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  #1  
Unread 11-06-2016, 01:29 AM
Sarcomeres Sarcomeres is offline
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Default Lower Limits of Bodyfat Question

Hello, everyone!

I understand that getting to the lowest levels of bodyfat has profound downregulation of hormones in order to give us the best chance of survival for famine. Lyle mentions testosterone reaching castration levels and the overall hormone profile being very poor, so I understand why this is unhealthy and very unrealistic to maintain without drugs. My question is whether there are any known permanent effects, even when returning to a healthy bodyfat, at or above set point for a healthy, drug free, individual. Does it just come down to different amounts of recovery time based on genetics, time spent at the lower limits, time spent under set point, time dieting down, and so forth? I understand it is an adaptation but have heard people saying that there may be permanent effects as well. I ask for those interested in competing and might even do so myself.

Thank you!
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  #2  
Unread 11-06-2016, 03:07 AM
semipartial semipartial is offline
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I'm not sure about permanent effects per se, but there can be a few 'long-term' effects. How long these effects hold up vary from person to person. Think about irregular or postponed menstruation, no sex drive, lethargic, hunger, poor NEAT, etc.

If you reverse the question and think about gaining weight, there are permanent effects. Set-point may change, number of fat cells will change, excess skin will be obtained, etc.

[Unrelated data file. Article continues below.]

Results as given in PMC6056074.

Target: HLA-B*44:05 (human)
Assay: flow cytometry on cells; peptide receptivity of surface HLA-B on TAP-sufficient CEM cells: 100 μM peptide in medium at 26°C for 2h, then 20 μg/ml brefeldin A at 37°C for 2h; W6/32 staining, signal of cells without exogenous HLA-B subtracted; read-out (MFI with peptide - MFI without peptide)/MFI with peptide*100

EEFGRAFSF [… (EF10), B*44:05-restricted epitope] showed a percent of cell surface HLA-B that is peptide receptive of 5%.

Anyway, interesting question. I'm curious about all other answers.
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  #3  
Unread 11-06-2016, 08:30 AM
lylemcdonald lylemcdonald is offline
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Quote:
Originally Posted by Sarcomeres View Post
Hello, everyone!

I understand that getting to the lowest levels of bodyfat has profound downregulation of hormones in order to give us the best chance of survival for famine. Lyle mentions testosterone reaching castration levels and the overall hormone profile being very poor, so I understand why this is unhealthy and very unrealistic to maintain without drugs. My question is whether there are any known permanent effects, even when returning to a healthy bodyfat, at or above set point for a healthy, drug free, individual. Does it just come down to different amounts of recovery time based on genetics, time spent at the lower limits, time spent under set point, time dieting down, and so forth? I understand it is an adaptation but have heard people saying that there may be permanent effects as well. I ask for those interested in competing and might even do so myself.

Thank you!
I have never ever ever seen any permanent effects remaining if body fat returns to normal levels.
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  #4